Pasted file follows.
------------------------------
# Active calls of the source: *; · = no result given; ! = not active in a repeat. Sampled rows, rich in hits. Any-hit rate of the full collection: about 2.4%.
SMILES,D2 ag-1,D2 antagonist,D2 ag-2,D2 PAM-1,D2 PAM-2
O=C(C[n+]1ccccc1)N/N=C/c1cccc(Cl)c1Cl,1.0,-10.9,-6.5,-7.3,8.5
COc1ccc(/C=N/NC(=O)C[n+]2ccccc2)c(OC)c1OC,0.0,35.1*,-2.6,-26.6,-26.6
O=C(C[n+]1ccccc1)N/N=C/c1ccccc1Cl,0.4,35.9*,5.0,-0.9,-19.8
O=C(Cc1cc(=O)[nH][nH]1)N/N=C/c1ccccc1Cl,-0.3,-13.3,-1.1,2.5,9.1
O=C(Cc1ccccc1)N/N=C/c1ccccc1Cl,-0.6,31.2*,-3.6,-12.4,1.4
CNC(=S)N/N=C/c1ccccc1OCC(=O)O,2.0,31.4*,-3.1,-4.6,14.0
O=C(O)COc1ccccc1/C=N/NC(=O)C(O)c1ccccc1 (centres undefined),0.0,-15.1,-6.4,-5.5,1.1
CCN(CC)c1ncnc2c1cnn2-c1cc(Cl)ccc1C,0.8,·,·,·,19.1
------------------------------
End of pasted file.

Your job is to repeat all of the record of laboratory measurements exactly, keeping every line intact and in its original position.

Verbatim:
# Active calls of the source: *; · = no result given; ! = not active in a repeat. Sampled rows, rich in hits. Any-hit rate of the full collection: about 2.4%.
SMILES,D2 ag-1,D2 antagonist,D2 ag-2,D2 PAM-1,D2 PAM-2
O=C(C[n+]1ccccc1)N/N=C/c1cccc(Cl)c1Cl,1.0,-10.9,-6.5,-7.3,8.5
COc1ccc(/C=N/NC(=O)C[n+]2ccccc2)c(OC)c1OC,0.0,35.1*,-2.6,-26.6,-26.6
O=C(C[n+]1ccccc1)N/N=C/c1ccccc1Cl,0.4,35.9*,5.0,-0.9,-19.8
O=C(Cc1cc(=O)[nH][nH]1)N/N=C/c1ccccc1Cl,-0.3,-13.3,-1.1,2.5,9.1
O=C(Cc1ccccc1)N/N=C/c1ccccc1Cl,-0.6,31.2*,-3.6,-12.4,1.4
CNC(=S)N/N=C/c1ccccc1OCC(=O)O,2.0,31.4*,-3.1,-4.6,14.0
O=C(O)COc1ccccc1/C=N/NC(=O)C(O)c1ccccc1 (centres undefined),0.0,-15.1,-6.4,-5.5,1.1
CCN(CC)c1ncnc2c1cnn2-c1cc(Cl)ccc1C,0.8,·,·,·,19.1